Thursday, April 26, 2007
Aesthetics of Sky
When Wim Wenders’s Buena Vista Social Club came out (1999), a friend and I had a vigorous discussion in the lobby of the cinema about its romanticization of poverty. She thought the film treated Cuban beauty too lovingly, as though to suggest that the film’s protagonists were compensated by visual charm for their material griefs. I thought the film did romanticize the way of life it depicted but that the romanticization was mostly on the inside, not the lens, of the life depicted. Among the most ardent believers in the virtues of poverty are poor people formed by certain historical and cultural conditions powerful in the hemispheric American mid-twentieth century. Obviously, there was an ideology of poverty's virtues in post-revolutionary Cuba, but I was also thinking of people like my father, whose rendition of an impoverished childhood in the rural Northwest would put the most sentimental postcard painters in the shade, and of his unwillingness to believe that any material comforts made any real difference to life. It would simplify romanticism to see it as an outward imposition only, and would condescend to the poor in a Malinowskian sort of way to suggest that because they were suffering they could not be romantic (or could not be susceptible themselves to the ideologies of romanticism). Our argument concerned the cityscape and antique accoutrements of 1990s Havana more than the Cuban landscape and weather conditions, but I was reminded of Camus’s remark that being poor on the beach is forever different from being poor on the blacktop (or words to that effect), which moves on to the possible relations of hardship and natural beauty. These concerns came up again when another group of friends went to see Chantal Akerman’s De l’autre côté in Berkeley in 2003. Akerman’s film reflects on circumstances on both sides of the U.S.-Mexican border, mostly from the perspective of Mexican illegal immigrants hazarding the journey north in conditions of intensifying deadliness. The film is very quiet, and contains long, patient shots of incredibly beautiful Southwestern skies and light patterns (as in the still above). We talked again about whether the film was too beautiful. What would it mean if the beauty was too beautiful, but was on the “inside”—if it was not the film that was particularly aestheticizing (we do see these skies all the time in the Southwest; these are the Southwestern skies, unless you want a filter to suppress them), but the actual landscape that was, at the minimum, too beautiful? There’s a traditional notion of beauty that goes along with that, and it emphasizes the indifference of beauty in being able to persist in such things as the reflections in knives and the shadows on cell walls—in which the disinterest of beauty may be “aesthetic” but not anaesthetic, and may sharpen as well as relax hardship.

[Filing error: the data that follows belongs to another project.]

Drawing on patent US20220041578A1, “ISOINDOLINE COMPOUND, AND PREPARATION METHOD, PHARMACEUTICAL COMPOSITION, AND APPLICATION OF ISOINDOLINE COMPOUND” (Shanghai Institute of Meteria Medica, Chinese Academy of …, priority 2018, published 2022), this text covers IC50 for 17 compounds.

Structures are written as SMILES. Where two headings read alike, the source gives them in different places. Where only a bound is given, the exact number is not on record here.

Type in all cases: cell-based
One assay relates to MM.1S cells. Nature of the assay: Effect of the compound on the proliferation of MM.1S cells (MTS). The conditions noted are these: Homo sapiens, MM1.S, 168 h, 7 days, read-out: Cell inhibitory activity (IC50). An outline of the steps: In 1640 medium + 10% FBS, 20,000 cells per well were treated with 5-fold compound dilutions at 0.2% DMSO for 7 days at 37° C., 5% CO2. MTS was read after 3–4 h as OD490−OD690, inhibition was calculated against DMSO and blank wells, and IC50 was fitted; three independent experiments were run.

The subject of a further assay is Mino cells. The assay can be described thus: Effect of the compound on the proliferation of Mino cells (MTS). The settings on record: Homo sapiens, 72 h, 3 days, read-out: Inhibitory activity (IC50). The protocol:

Image: Chantal Akerman, De l'autre côté